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James V. Hatch

playwright and minister, was born in Wichita, Kansas. Little is known about his parents, although his mother is said to have been an active reformer and a poet. Anderson completed four years of school (the only formal education that he ever received) before his father moved the family to California to take a job as a janitor in the post office. The following year Anderson's mother died, and at age twelve he left home to become a newsboy, selling the Telegraph Press on the corner of Third and Market streets in San Francisco.

After working as a porter on the railroad, Anderson worked for the next fifteen years as a bellhop in various San Francisco hotels. During this period he also became a temporary convert to Christian Science. One afternoon in 1924 he saw a performance of Channing Pollack's moralistic drama The Fool and knew immediately that he ...

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Roxanne Y. Schwab

dancer and actress, was born Loletha Elaine Falana in Camden, New Jersey, to Bennet and Cleo Falana. Her Cuban father had immigrated to the United States a few years before and was working as a welder, housing the family at the Clement T. Branch Village public housing project in the Centerville section of Camden. A dancer at age three and a singer with the church choir at age five, Falana disregarded her parents' concerns about her future and opted to leave Germantown High School months before graduation to embark on a show business career in New York.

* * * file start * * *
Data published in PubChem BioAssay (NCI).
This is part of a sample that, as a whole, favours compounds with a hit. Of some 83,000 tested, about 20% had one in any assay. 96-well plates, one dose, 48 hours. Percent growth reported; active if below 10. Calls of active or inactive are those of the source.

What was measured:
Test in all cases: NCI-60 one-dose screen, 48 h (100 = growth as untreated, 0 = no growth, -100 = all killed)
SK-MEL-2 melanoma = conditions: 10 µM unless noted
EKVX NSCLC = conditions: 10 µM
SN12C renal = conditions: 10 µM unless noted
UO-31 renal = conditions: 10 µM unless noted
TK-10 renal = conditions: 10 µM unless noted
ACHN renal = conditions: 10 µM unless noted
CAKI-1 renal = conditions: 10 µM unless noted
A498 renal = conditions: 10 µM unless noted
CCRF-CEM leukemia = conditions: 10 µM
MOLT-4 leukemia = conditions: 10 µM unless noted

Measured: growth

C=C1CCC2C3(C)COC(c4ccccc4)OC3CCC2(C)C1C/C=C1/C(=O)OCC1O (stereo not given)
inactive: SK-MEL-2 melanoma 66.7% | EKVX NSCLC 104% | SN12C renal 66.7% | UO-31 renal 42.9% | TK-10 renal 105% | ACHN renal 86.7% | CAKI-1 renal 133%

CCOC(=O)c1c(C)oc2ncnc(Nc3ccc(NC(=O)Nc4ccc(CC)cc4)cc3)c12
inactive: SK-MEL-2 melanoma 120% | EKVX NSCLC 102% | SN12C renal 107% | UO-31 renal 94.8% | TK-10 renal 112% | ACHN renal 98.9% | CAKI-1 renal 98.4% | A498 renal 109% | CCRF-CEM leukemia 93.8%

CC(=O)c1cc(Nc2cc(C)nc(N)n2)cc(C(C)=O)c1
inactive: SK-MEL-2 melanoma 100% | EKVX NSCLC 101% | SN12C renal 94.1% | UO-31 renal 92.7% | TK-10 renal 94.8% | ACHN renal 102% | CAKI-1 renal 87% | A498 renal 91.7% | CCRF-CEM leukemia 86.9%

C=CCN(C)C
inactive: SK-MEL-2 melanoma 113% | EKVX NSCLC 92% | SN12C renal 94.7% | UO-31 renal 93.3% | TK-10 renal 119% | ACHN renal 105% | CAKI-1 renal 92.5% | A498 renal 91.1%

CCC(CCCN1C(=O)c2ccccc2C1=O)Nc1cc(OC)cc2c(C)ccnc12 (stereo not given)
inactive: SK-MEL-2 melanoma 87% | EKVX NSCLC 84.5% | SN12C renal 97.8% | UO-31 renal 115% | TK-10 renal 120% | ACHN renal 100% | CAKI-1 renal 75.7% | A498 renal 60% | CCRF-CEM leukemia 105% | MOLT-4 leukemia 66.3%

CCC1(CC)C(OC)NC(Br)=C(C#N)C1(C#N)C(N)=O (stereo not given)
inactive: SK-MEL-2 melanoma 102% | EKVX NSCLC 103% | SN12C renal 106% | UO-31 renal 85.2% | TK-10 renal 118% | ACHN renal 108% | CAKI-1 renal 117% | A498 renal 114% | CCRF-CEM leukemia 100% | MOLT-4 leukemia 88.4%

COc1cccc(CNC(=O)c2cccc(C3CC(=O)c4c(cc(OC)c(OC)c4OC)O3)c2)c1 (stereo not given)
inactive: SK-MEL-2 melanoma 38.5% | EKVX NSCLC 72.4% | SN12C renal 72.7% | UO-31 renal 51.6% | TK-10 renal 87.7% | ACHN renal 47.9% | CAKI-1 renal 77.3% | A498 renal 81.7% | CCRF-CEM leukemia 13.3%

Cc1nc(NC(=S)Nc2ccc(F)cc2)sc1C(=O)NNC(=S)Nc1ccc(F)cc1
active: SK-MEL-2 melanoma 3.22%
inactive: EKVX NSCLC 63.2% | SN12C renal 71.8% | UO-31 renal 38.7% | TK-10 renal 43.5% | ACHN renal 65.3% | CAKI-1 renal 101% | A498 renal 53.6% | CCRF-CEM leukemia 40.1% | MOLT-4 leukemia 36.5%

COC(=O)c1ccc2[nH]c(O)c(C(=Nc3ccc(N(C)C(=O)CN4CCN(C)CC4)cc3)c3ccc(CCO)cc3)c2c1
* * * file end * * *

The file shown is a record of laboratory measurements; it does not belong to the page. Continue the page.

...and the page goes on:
Sleeping in a subway car because she could not afford an apartment, Falana soon landed dancing gigs at Small's Paradise in Harlem and in the singer Dinah Washington's nightclub act. The performer Sammy Davis Jr. recognized Falana's potential and cast her in a feature role in his Broadway musical Golden Boy ...

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Judith Weisenfeld

actor, singer, and minister, was born in Atlanta, Georgia, the son of Charles Haynes, a bricklayer, and Mary (“Mollie”) Leech, an office cleaner. Haynes was educated in the Atlanta public schools and graduated from the African Methodist Episcopal (AME) Church–affiliated Morris Brown College.

Haynes worked as a porter in Atlanta and as an itinerant preacher before securing a job in the records division at the Standard Life Insurance Company in Atlanta around 1915. Founded by Heman Edward Perry in 1913, Standard was one of the nation's few black life insurance companies, and Haynes gained valuable business experience working with one of the most active black entrepreneurs in America. While at Standard, he also met Harry Herbert Pace, the company's secretary-treasurer, with whom he would later work in New York. Haynes registered for the draft in 1917 and according to one source ...

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Nicola Cooney

Solano Trindade was born in 1908 in Recife, a town in northeastern Brazil, the son of a mulatto cobbler and a mestizo (of indigenous and European descent) woman. His interest in folklore and popular arts was instilled at an early age, as he would routinely accompany his father to local folk dances and read aloud to his illiterate mother.

After some advanced schooling, Trindade became a Presbyterian deacon and began to write poetry. His early works were mystical writings, and his black poetry would evolve soon thereafter. In 1936 Trindade published his first book, Poemas Negros, and founded the Frente Negra Pernambucana (Black Front of Pernambuco) and the Centro Cultural Afro-Brasileiro (Afro-Brazilian Cultural Center). These groups united a group of contemporary black writers with a view to collecting and disseminating the work of fellow Afro-Brazilian poets and painters. In 1959 Trindade founded the Teatro Popular Brasileiro Brazilian ...